Carsick: John Waters Hitchhikes Across America

Image of Carsick
Release Date: 
June 3, 2014
Farrar, Straus and Giroux (Adult)
Reviewed by: 

Mr. Waters impishly provides us with not only a day-by-day description of his actual hitchhike, but two novellas.

It’s remarkable that it’s taken this long for John Waters, now well into his sixties, to write a book about hitchhiking across America. Waters, after all, has spent the better part of his professional life as the Pope of Trash exploring the underbelly of American culture in such trash cult classics as Pink Flamingos and Female Trouble, still infamous if fictional (thank goodness) explorations of seriously perverse behavior.

But in the spring of 2012, Waters decided to write his seventh book by experiencing first-hand the facts of America’s subcultures by hitchhiking from his native Baltimore all the way to San Francisco. An admitted control freak, Waters wonders in the introduction to Carsick if he’s up to the uncertainties of life on the road and what he intends to prove.

“I’m not bored,” he writes. “My career dreams already came true years ago and what I do now is all gravy. Shouldn’t I be retiring instead of sticking out my thumb?” Nonetheless, he hits the road armed with cardboard signs (one of which says “I’M NOT PSYCHO”) and, to soothe his control freak genes, a tracking device so his office staff back in Baltimore always knows where he is.

Carsick isn’t a straightforward On the Road clone, however. Waters impishly provides us with not only a day-by-day description of his actual hitchhike, but two novellas: “The Best That Could Happen” and “The Worst That Could Happen,” each classics of the Waters oeuvre and both written before he actually hit the road. In each case, Waters gives full rein to his trash roots with fictional creations that rival anything he’s ever put on screen.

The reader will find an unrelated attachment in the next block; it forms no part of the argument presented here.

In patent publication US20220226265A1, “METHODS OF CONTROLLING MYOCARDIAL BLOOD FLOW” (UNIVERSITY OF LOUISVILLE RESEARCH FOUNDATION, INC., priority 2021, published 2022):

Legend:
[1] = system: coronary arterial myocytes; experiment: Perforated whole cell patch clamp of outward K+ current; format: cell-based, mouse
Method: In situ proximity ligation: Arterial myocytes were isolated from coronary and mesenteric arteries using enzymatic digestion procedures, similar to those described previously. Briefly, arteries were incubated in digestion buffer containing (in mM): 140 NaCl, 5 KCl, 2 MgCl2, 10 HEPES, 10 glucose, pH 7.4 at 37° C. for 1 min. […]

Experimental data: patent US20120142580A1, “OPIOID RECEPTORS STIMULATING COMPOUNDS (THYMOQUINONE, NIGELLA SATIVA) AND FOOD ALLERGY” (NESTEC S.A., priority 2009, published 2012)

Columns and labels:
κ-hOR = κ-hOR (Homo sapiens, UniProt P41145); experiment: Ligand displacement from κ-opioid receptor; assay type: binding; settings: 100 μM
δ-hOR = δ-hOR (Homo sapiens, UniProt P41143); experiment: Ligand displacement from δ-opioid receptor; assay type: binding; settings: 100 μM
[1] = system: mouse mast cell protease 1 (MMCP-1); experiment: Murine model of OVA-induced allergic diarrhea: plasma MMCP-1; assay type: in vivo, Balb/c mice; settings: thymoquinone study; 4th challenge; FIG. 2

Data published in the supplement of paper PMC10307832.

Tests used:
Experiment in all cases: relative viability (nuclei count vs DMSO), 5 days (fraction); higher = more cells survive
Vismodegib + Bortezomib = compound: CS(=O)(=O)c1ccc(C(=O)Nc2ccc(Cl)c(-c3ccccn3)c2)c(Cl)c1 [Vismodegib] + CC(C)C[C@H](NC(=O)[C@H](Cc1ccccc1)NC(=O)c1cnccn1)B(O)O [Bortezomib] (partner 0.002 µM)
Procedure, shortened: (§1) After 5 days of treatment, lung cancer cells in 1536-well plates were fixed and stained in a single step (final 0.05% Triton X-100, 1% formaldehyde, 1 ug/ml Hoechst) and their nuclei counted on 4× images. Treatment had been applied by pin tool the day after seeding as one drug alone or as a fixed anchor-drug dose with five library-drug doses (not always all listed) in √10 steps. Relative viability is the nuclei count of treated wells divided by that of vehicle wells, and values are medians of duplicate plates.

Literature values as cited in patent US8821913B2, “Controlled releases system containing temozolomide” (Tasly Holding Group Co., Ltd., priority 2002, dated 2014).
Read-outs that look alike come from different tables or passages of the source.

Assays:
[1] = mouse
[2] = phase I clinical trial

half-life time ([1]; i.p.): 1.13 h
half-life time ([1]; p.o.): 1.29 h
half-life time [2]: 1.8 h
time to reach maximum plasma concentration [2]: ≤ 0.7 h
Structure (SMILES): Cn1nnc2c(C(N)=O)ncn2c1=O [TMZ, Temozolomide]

In “The Best That Could Happen” Waters imagines a cross-country trip full of his favorite kinds of eccentrics, freaks, and amiable perverts, many of whom joyfully recognize him as their hero. There’s an escaped convict named Ready Whip and his girlfriend Polk-A-Dotty; there’s a prostitute named Fumbelina, and a trucker named Gumdrop. There’s a drug-and-alcohol-fueled rave in a junkyard, a bank robbery, and a tawdry traveling carnival at which Waters ends up as the target in a knife-throwing exhibition, to his great excitement and delight.

Events turn more creepy in “The Worst That Could Happen” populated by on-the-edge characters that only Waters could invent and that are not for the prudish or squeamish. There is a belligerent junkie, a militant vegan, and a large man named Blossom with an unusual sexual preference. Waters comes to a horrifically bad end in these pages at the hands of a fanatic anti-smut campaigner.

In contrast, the last section of the book entitled “The Real Thing” comes as a relief. Waters abandons the high-caliber prose of the previous two sections to describe in a much gentler but sharply observant voice a perfectly ordinary hitchhike, with all its waiting and uncertainty and drab motel rooms. In eight days, he makes it to San Francisco relatively unscathed and just one pound lighter. Everyone who picks him up is kind and considerate, including a policeman who offers him a ride along with safe hitchhiking tips.

Waters, in short, discovers Middle America, somewhere safely between his imaginary world of trash and the glitz of high culture. “My riders were brave and open-minded,” Waters writes, “and their down-to-earth kindness gave me new faith in how decent Americans can be.”